But not really that shocking. Home, Echo, Siri… they all have a job to do: wait until you say their name, and then deliver whatever you ask.
But here’s the catch: In order to hear you saying their name, they have to listen. All. The. Time.
This listening is why, earlier this year, Amazon was subpoenaed by prosecutors in an Arkansas murder case: what better witness than a continually recording robot?
The defendant willingly handed over his data, so the question of whether Amazon could have been forced to do so wasn’t resolved. But the legal challenges will continue.
Google, Amazon and Apple don’t just track us using voice-activated personal assistants. They track us through every one of their products -- and they’re not the only ones doing it. Facebook doesn’t just know what you click on and who your friends are. They know where you log in from, whether you have a secret crush on someone, whether you’re depressed.
Instagram, Yelp, Waze, YouTube, SnapChat… their entire business model is predicated on gathering your data and analyzing it to see what can be sold to you.
And it’s not just the companies themselves spying on you. After ten likes on Facebook, third parties like Cambridge Analytica know you better than your work colleagues. After 150 likes, better than your family. After 300, better than your spouse.
It’s been said that if you’re not paying for the product, you are the product: your likes and dislikes, your motives and desires, your jealousies and insecurities, all available for purchase, by retail companies, political parties and foreign governments.
The more data they have, the more valuable it becomes, which is why their job is not to provide you with value, it’s to keep you on their sites. Social media is in the business of selling your attention, not connecting you with friends. Just as its restaurants enable McDonald’s real estate business, your connection with friends is only valuable to Facebook to the degree it keeps you coming back for more.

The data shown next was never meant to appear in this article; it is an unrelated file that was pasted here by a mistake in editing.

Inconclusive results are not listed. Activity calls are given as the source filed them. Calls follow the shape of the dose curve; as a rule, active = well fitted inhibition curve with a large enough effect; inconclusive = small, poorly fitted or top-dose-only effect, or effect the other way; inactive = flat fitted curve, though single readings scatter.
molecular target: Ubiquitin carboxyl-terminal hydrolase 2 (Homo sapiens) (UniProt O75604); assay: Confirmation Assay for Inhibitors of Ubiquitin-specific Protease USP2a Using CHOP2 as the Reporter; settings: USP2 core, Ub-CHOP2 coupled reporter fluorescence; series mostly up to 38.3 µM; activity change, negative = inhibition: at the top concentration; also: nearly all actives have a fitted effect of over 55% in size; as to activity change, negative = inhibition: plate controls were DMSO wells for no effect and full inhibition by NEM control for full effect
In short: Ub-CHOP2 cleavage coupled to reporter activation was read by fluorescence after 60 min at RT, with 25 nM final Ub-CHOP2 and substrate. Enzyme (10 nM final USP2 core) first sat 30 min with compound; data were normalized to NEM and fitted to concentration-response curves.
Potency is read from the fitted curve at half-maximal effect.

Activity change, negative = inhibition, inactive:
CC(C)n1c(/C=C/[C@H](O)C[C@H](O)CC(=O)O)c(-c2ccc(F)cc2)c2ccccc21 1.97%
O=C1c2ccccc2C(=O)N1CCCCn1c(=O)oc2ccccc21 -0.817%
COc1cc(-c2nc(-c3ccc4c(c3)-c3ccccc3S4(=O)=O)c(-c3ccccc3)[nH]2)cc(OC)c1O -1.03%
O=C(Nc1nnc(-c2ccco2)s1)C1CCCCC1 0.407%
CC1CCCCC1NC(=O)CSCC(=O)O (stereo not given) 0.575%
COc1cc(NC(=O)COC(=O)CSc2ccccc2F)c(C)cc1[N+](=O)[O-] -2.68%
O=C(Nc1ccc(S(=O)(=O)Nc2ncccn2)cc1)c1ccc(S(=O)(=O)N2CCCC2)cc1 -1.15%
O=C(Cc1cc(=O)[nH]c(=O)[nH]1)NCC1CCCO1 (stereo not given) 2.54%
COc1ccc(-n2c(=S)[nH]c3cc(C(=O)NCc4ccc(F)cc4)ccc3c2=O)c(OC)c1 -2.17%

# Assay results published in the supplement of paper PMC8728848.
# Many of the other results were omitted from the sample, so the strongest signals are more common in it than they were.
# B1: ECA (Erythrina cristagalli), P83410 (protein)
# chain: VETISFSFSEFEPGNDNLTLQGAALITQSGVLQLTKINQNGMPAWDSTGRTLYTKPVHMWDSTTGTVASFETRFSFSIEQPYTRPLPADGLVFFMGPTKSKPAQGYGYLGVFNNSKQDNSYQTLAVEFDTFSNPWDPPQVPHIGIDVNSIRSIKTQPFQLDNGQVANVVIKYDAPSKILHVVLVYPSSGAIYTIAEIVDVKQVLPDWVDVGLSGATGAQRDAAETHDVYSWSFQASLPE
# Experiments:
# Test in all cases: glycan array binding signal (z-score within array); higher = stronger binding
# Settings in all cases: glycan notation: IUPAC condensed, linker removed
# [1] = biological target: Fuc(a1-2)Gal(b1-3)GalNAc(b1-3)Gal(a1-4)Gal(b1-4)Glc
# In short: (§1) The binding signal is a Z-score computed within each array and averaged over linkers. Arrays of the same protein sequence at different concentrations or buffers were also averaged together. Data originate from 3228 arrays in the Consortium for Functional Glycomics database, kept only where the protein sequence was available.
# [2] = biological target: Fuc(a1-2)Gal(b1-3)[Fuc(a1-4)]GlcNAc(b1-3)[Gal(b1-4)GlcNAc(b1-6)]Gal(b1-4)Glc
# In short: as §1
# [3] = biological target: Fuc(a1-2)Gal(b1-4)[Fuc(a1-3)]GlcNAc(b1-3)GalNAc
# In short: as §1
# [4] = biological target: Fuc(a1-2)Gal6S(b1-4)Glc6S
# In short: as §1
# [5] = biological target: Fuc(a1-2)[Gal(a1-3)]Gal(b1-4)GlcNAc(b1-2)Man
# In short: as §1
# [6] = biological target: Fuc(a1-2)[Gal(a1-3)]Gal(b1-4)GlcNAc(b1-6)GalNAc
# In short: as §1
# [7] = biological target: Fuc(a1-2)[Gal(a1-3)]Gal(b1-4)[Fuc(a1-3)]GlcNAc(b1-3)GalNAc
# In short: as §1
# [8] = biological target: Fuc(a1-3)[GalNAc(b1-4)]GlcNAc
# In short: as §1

Perhaps much too long after the horse has left the barn, a small but growing group of voices is working to help us break free of the addiction. People like ex-Facebookers Justin Rosenstein and Leah Pearlman and ex-Googler Tristan Harris are working to pressure social media companies to be more respectful of their users’ time.
But this is like saying that a scorpion should not sting. It’s in their nature. This is what they do. It’s how they stay alive.
Even companies that aren’t based on an advertising model have a vested interest in spying on you.
Your Tesla knows where you drive. Spotify knows what you listen to. Netflix knows what you watch.
The smart grid knows how much power you use. Your Fitbit knows whether you clocked your 10,000 steps today -- and maybe whether you’ve committed murder. Even your vibrator is keeping track. Every connected device is continually gathering information on you -- and every device is becoming connected.
Companies have been spying on us forever. That’s what loyalty programs are about. That’s what mailing lists are for. We are being stalked, and our digitally connected lives make that ever easier.
Of course corporations are spying on you. You’d be naïve to think they’re not. But are you going to stop using their products? After all, they’re awfully convenient…